On All Fools Day, Britain celebrated the 40th anniversary of VAT in that country. But for the Brits the tax regime is no laughing matter. Neither for Saint Lucians who last year started paying a 15 percent VAT from October 1!
Perhaps our prime, before determining when to launch his “anti-poor, anti-worker” missile had consulted with his foreign affairs advisor Vaughan Lewis. Some may remember that in 1994 Lewis had been slated to replace out-going prime minister John Compton on April 1 but on special advice had postponed his inauguration by another day.
Say what you like about Kenny Anthony, he is clearly nobody’s fool. What better time to launch a sneak attack on the nation’s pocket than when they were busy celebrating Thanksgiving!
Nevertheless VAT tax has failed miserably to deliver anything for which to give thanks. Daily the cries of the dying middle class can be heard over the radio stations, with more and more Saint Lucians talking about being too broke to shop for fake food not synonymous with obesity.
Of course our leaders were for the most part obese long before VAT, a consequence, some say, of living high on the hog at public expense.
In a recent article featured in the Telegraph, Rosie Murray-West describes the VAT regime as “byzantine.” A nice-sounding word that means deceitful, dishonest and underhand. Doubtless Saint Lucians who are reeling under the effects of rising inflation and un-employment (now at twenty four percent) will readily agree with Ms Murray-West’s description of the tax regime. Twenty-four percent unemployed means that about a quarter of our employable work force is idle, while more than half of those employed must survive on one US dollar a day. So how does VAT help?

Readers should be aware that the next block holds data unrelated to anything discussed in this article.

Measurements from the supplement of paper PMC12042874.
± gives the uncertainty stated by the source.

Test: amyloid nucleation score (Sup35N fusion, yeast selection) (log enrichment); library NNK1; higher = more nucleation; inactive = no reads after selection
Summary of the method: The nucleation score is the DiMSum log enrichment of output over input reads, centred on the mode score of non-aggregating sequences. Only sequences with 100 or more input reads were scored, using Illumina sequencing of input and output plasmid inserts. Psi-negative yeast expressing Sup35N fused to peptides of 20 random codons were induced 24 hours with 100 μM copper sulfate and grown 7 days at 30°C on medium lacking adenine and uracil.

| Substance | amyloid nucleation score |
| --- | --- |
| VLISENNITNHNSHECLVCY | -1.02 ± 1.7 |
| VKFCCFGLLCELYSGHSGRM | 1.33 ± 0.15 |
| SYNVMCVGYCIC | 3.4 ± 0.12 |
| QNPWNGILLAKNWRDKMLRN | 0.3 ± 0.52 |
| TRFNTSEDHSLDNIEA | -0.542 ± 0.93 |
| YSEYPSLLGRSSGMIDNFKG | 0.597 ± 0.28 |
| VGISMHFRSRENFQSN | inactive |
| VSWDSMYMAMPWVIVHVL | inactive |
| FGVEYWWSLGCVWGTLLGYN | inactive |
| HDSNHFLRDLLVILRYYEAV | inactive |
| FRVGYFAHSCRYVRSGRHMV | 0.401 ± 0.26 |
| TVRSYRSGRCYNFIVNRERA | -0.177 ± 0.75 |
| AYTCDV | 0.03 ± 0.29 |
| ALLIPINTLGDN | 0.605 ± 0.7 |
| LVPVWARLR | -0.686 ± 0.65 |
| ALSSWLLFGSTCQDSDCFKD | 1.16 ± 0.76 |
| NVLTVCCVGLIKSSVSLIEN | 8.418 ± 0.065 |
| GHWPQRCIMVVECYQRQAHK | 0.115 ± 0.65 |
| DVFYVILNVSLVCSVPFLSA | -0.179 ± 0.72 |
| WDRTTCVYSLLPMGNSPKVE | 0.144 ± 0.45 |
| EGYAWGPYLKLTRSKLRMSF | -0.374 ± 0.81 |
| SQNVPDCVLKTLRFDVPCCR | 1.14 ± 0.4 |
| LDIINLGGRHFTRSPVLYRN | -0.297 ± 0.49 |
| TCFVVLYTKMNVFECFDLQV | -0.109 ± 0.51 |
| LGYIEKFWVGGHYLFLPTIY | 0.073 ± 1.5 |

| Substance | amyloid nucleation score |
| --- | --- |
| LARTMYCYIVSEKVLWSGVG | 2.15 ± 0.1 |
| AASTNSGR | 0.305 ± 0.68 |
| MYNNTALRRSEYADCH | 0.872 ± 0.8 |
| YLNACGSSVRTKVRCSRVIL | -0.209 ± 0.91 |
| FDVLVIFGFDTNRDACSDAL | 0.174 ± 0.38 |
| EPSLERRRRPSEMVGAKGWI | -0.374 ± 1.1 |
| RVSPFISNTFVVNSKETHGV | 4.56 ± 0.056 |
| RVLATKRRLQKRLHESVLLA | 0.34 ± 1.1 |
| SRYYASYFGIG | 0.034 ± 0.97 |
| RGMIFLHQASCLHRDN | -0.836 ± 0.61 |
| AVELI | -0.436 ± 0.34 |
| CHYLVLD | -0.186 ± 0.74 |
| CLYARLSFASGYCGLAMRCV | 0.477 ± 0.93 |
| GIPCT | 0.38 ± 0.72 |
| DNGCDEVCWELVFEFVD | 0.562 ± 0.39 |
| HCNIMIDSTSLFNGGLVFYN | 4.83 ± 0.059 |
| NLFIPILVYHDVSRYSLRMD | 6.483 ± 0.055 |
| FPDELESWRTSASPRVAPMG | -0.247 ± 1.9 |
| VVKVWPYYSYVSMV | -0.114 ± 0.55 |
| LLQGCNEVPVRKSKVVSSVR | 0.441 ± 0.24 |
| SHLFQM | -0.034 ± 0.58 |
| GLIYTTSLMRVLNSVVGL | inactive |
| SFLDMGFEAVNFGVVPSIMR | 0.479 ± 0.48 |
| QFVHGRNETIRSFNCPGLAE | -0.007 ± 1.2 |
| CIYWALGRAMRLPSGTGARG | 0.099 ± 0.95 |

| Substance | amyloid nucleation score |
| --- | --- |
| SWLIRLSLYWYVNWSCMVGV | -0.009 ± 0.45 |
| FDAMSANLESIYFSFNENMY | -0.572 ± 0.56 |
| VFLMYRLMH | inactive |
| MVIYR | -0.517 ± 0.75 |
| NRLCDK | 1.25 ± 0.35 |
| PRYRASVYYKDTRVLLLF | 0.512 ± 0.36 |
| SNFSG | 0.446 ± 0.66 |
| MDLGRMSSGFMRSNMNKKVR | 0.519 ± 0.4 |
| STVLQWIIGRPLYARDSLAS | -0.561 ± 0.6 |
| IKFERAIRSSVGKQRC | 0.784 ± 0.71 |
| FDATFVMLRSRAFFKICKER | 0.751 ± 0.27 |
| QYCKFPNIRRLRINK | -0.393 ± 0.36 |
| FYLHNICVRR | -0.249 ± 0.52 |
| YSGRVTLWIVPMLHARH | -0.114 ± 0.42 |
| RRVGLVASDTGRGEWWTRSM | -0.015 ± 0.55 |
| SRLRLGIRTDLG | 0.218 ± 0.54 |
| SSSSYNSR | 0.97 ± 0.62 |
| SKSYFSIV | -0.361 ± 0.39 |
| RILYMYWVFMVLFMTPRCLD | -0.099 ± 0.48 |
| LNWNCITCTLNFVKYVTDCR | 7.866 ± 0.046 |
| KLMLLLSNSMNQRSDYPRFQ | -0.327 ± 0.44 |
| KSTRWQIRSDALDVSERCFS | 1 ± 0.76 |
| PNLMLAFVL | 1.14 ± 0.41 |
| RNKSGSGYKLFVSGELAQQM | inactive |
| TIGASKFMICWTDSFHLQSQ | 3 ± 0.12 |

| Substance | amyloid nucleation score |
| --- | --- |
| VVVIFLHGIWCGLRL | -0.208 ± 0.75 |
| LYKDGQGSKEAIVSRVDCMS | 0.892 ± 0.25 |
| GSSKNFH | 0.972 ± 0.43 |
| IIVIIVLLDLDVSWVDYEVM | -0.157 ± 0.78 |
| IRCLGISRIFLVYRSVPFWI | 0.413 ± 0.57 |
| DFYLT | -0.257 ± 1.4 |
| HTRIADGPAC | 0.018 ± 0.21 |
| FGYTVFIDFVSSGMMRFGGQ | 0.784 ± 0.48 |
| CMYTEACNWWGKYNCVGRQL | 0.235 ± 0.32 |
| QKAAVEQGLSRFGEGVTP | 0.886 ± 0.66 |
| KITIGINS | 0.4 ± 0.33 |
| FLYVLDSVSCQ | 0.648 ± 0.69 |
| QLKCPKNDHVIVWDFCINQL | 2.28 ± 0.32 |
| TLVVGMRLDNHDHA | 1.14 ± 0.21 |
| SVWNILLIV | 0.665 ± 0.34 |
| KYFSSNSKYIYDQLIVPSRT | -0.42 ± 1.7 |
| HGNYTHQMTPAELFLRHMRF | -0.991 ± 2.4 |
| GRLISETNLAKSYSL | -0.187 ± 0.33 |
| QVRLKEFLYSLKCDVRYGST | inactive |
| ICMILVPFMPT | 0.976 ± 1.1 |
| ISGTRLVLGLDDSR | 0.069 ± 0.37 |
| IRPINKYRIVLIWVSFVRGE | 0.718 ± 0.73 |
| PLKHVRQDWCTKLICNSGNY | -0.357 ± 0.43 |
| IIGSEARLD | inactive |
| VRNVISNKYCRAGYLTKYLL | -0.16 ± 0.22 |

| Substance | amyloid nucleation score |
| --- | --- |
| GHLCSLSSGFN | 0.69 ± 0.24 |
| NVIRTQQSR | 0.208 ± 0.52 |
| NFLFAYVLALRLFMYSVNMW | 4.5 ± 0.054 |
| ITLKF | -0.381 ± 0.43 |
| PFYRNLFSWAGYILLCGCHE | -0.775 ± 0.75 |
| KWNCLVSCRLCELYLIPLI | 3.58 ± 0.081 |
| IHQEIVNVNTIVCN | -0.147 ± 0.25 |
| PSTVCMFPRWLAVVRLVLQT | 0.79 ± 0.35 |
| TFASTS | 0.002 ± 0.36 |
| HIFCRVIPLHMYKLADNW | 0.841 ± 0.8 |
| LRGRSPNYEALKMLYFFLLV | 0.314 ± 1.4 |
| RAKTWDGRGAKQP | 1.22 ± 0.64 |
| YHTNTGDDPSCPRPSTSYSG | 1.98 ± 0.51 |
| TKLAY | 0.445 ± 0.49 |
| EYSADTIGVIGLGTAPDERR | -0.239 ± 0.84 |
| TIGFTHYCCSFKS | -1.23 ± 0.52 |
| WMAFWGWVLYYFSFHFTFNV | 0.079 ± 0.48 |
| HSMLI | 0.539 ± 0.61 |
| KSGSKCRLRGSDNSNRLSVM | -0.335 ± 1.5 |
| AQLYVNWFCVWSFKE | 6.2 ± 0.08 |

In 2010 an American Economist at the CATO Institute Daniel J. Mitchell, arguing against VAT, wrote: “Supposedly a value-added tax is a magic elixir for curing budget deficits and excessive debt. Quack remedy would be more like it. If it worked, you’d observe that countries with a VAT had budget surpluses and no debt problems. But almost every country that has a VAT is plagued with budget deficits and excessive debt.”
No surprise that the worst financial basket cases all have a VAT. Iceland has the highest VAT rates, but this didn’t prevent its financial crisis and the near bankruptcy of its government.
Italy’s VAT rates are almost as high, but its debt exceeds its GDP. Financial crises are looming in Spain and Portugal, regardless of their VAT. Greece has a VAT, too, and when politicians ran out of money to pay government employees for more than a year’s worth of work every year, they rioted in the streets.
As earlier noted, Great Britain has a VAT, but its government’s finances are in the worst shape since World War II—its budget deficit is expected to be bigger than that of Greece. Moreover, the OECD has acknowledged that “[VAT] tax and transfer wedges have discouraged firms from offering employment and individuals from taking it, reduced employment and increased inequality.”
According to West’s aforementioned Telegraph article, in Britain VAT is now a 20pc tax on a large number of products that many consider essential.
“That is double the rate we paid when it was introduced in 1973. Originally described as a ‘simple tax’ by Sir Anthony Barber, the chancellor who introduced it, it has become so complex that in 2001 Lord Justice Sedley said: ‘Beyond the everyday world . . . lies the world of VAT; a kind of fiscal theme park in which factual and legal realities are suspended and inverted.’ ’’